Fate Magazine March 2005
"I met the devil," Ann said as we lolled around the campfire that evening, meals finished, dishes done. Ann always was an unusual one. She claimed she had been left with a bunch of gypsies in upstate New York when she was an infant. Or maybe she had been taken by them. She really didn't know what happened or even her true age and birthday. None of the past seemed to bother her. In fact, she seemed to enjoy it "The gypsies teach their girls to read the cards and to read tea leaves." Therefore if true, it was not surprising that Ann always had a poker deck with her, and she had a tea cup which more often bore more whiskey than tea.
I had seen Ann read the cards. Ann told the person what lay in store for them and what to avoid. "But if I see death, I never tell," Ann said to me about a million years ago. I was just sixteen. "It's about time I read your cards," she said and handed me a deck of cards. "Shuft1e the deck three times." Then she had me split the deck into three pile~. She went through a lot of time with the ritual, the laying out of the cards. She made a lot of faces-serious, puzzled, even silly.
"You're going to be an English teacher."
"No way!" I taught English for thirty years.
"You are going on a very long trip, farther than you could imagine."
"No way!" The army sent me to Korea. "And when you marry, stay away ITom the flowers."
My first wife was Rose. Rosie found someone new while the army had me in Korea. The second wife happened to be Lilli. I figure Lilli doesn't count. But if she spelled it Lily I'd really be in trouble according to Ann's old prediction. "You'll have two children." Two girls.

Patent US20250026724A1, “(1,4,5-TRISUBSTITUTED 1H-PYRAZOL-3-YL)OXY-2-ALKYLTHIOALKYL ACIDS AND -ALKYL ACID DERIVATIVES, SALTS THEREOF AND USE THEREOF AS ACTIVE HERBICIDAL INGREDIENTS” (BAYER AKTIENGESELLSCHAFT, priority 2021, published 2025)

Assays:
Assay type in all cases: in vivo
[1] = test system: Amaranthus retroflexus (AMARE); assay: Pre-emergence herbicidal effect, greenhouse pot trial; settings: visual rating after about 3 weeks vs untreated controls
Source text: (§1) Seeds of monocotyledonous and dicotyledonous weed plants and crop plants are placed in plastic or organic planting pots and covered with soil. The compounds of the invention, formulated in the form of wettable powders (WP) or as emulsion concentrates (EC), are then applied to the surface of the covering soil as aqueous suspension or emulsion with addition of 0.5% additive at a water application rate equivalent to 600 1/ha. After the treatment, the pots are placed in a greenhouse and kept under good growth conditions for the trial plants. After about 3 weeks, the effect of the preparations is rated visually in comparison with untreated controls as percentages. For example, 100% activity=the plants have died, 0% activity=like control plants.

On another occasion I dragged an army buddy to my parents' home in Elizabeth, just three miles ITom New York City. He was ITom Seattle and had never seen New York. We were going to do the town.
Ann just happened to be visiting Mom and Dad also.
"Suppose I read your buddy Cliff's cards while you clean up for your trip to New York," Ann said, pulling out her deck of cards. When I came back downstairs, Cliff was a basket case. "What did you tell her about me?" he said. "Nothing. I had no time to say anything. You know that."
Cliff admitted that he knew I could not have told her anything beforehand. "What did she tell you?"asked.
"Amazing! She gave my street address, my parents' names,.my sister's name, and described my house as if she was there. She told me about the white picket fence we have. She even told me about my blue Ford up on cinder blocks in the garage."
"I didn't know any of that stuff Anything else?" Cliff allowed that there were some other things that Ann told him.
Cliff never told me any of those things, but he clearly upset. At least I knew that Ann did not tell him he was going to die. She never told anyone a thing like that, like dying.